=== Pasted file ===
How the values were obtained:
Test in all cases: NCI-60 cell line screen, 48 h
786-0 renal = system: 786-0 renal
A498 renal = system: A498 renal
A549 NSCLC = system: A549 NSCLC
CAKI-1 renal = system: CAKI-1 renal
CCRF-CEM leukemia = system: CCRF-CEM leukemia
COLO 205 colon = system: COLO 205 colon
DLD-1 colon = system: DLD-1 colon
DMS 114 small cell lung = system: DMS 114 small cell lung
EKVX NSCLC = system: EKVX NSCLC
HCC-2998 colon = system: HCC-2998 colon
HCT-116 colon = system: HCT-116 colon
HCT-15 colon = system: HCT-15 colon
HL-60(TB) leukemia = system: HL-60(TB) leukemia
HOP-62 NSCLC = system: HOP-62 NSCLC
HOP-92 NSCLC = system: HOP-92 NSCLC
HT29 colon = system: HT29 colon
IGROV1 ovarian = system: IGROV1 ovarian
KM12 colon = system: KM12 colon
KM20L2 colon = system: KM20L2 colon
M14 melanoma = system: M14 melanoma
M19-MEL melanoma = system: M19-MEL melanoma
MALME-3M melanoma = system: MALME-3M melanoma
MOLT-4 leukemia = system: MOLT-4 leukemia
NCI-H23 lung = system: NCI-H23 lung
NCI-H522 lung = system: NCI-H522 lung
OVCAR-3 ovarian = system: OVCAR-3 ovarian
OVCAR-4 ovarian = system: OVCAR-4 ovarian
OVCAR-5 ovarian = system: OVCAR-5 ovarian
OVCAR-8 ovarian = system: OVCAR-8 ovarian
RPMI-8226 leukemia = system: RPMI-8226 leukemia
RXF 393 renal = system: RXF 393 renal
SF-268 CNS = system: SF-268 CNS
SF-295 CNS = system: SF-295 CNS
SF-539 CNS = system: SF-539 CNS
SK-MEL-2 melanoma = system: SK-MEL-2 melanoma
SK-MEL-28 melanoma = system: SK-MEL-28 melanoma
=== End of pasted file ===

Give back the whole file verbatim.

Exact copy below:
How the values were obtained:
Test in all cases: NCI-60 cell line screen, 48 h
786-0 renal = system: 786-0 renal
A498 renal = system: A498 renal
A549 NSCLC = system: A549 NSCLC
CAKI-1 renal = system: CAKI-1 renal
CCRF-CEM leukemia = system: CCRF-CEM leukemia
COLO 205 colon = system: COLO 205 colon
DLD-1 colon = system: DLD-1 colon
DMS 114 small cell lung = system: DMS 114 small cell lung
EKVX NSCLC = system: EKVX NSCLC
HCC-2998 colon = system: HCC-2998 colon
HCT-116 colon = system: HCT-116 colon
HCT-15 colon = system: HCT-15 colon
HL-60(TB) leukemia = system: HL-60(TB) leukemia
HOP-62 NSCLC = system: HOP-62 NSCLC
HOP-92 NSCLC = system: HOP-92 NSCLC
HT29 colon = system: HT29 colon
IGROV1 ovarian = system: IGROV1 ovarian
KM12 colon = system: KM12 colon
KM20L2 colon = system: KM20L2 colon
M14 melanoma = system: M14 melanoma
M19-MEL melanoma = system: M19-MEL melanoma
MALME-3M melanoma = system: MALME-3M melanoma
MOLT-4 leukemia = system: MOLT-4 leukemia
NCI-H23 lung = system: NCI-H23 lung
NCI-H522 lung = system: NCI-H522 lung
OVCAR-3 ovarian = system: OVCAR-3 ovarian
OVCAR-4 ovarian = system: OVCAR-4 ovarian
OVCAR-5 ovarian = system: OVCAR-5 ovarian
OVCAR-8 ovarian = system: OVCAR-8 ovarian
RPMI-8226 leukemia = system: RPMI-8226 leukemia
RXF 393 renal = system: RXF 393 renal
SF-268 CNS = system: SF-268 CNS
SF-295 CNS = system: SF-295 CNS
SF-539 CNS = system: SF-539 CNS
SK-MEL-2 melanoma = system: SK-MEL-2 melanoma
SK-MEL-28 melanoma = system: SK-MEL-28 melanoma